[Show abstract] [Hide abstract] ABSTRACT: Introduction Growth arrest-specific gene 6 protein (GAS6) and protein S (ProS) are vitamin K-dependent proteins present in plasma with important regulatory functions in systems of response and repair to damage. They interact with receptor tyrosine kinases of the Tyro3, Axl and MerTK receptor tyrosine kinase (TAM) family, involved in apoptotic cell clearance (efferocytosis) and regulation of the innate immunity. TAM-deficient mice show spontaneous lupus-like symptoms. Here we tested the genetic profile and plasma levels of components of the system in patients with systemic lupus erythematosus (SLE), and compare them with a control healthy population. Methods Fifty SLE patients and 50 healthy controls with matched age, gender and from the same geographic area were compared. Genetic analysis was performed in GAS6 and the TAM receptor genes on SNPs previously identified. The concentrations of GAS6, total and free ProS, and the soluble forms of the three TAM receptors (sAxl, sMerTK and sTyro3) were measured in plasma from these samples. Results Plasma concentrations of GAS6 were higher and, total and free ProS were lower in the SLE patients compared to controls, even when patients on oral anticoagulant treatment were discarded. Those parameters correlated with SLE disease activity index (SLEDAI) score, GAS6 being higher in the most severe cases, while free and total ProS were lower. All 3 soluble receptors increased its concentration in plasma of lupus patients. Conclusions The present study highlights that the GAS6/ProS-TAM system correlates in several ways with disease activity in SLE. We show here that this correlation is affected by common polymorphisms in the genes of the system. These findings underscore the importance of mechanism of regulatory control of innate immunity in the pathology of SLE.
    Full-text · Article · Mar 2013
    • "The Q RT-PCR showed a relatively high level of Gas6 in normal retina, but the alteration after optic nerve transection was minor, and an injury-induced regulation is therefore less likely. ProteinS is structurally related to Gas6 and may function as a ligand to Sky and Axl (40,41). ProteinS mRNA levels increased acutely to approximately three times the basal level 6 hours after ONT. "
    [Show abstract] [Hide abstract] ABSTRACT: To achieve a better understanding of the repertoire of receptor tyrosine kinases (RTKs) in adult retinal ganglion cells (RGCs) we performed polymerase chain reaction (PCR), using degenerate primers directed towards conserved sequences in the tyrosine kinase domain, on cDNA from isolated single RGCs univocally identified by retrograde tracing from the superior colliculi. All the PCR-amplified fragments of the expected sizes were sequenced, and 25% of them contained a tyrosine kinase domain. These were: Axl, Csf-1R, Eph A4, Pdgfrbeta, Ptk7, Ret, Ros, Sky, TrkB, TrkC, Vegfr-2, and Vegfr-3. Non-RTK sequences were Jak1 and 2. Retinal expression of Axl, Csf-1R, Pdgfrbeta, Ret, Sky, TrkB, TrkC, Vegfr-2, and Vegfr-3, as well as Jak1 and 2, was confirmed by PCR on total retina cDNA. Immunodetection of Csf-1R, Pdgfralpha/beta, Ret, Sky, TrkB, and Vegfr-2 on retrogradely traced retinas demonstrated that they were expressed by RGCs. Co-localization of Vegfr-2 and Csf-1R, of Vegfr-2 and TrkB, and of Csf-1R and Ret in retrogradely labelled RGCs was shown. The effect of optic nerve transection on the mRNA level of Pdgfrbeta, Csf-1R, Vegfr-2, Sky, and Axl, and of the Axl ligands Gas6 and ProteinS, was analysed. These analyses show transection-induced changes in Axl and ProteinS mRNA levels. The repertoire of RTKs expressed by RGCs is more extensive than previously anticipated. Several of the receptors found in this study, including Pdgfrbeta, Csf-1R, Vegfr-2, Sky, and Axl, and their ligands, have not previously been primarily associated with retinal ganglion cells.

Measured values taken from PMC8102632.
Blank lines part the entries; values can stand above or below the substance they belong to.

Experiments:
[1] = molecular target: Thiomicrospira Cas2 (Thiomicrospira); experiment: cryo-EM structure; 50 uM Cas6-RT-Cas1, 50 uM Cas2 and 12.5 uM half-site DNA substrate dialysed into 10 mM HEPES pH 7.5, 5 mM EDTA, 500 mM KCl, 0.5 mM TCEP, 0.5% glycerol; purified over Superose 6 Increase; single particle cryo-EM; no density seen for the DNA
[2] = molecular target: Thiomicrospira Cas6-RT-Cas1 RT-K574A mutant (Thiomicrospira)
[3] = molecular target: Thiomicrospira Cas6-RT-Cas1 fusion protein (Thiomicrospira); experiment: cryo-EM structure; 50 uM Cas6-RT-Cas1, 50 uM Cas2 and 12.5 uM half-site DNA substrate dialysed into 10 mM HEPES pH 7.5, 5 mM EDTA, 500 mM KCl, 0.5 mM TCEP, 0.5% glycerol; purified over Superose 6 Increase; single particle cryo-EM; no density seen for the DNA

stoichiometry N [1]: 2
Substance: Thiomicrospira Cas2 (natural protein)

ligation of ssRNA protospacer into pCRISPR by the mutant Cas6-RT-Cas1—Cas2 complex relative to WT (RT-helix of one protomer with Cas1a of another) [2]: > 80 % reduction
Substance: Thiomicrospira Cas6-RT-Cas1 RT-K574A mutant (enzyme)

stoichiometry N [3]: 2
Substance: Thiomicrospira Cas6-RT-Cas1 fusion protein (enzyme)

Full-text · Article · Feb 2010
Show more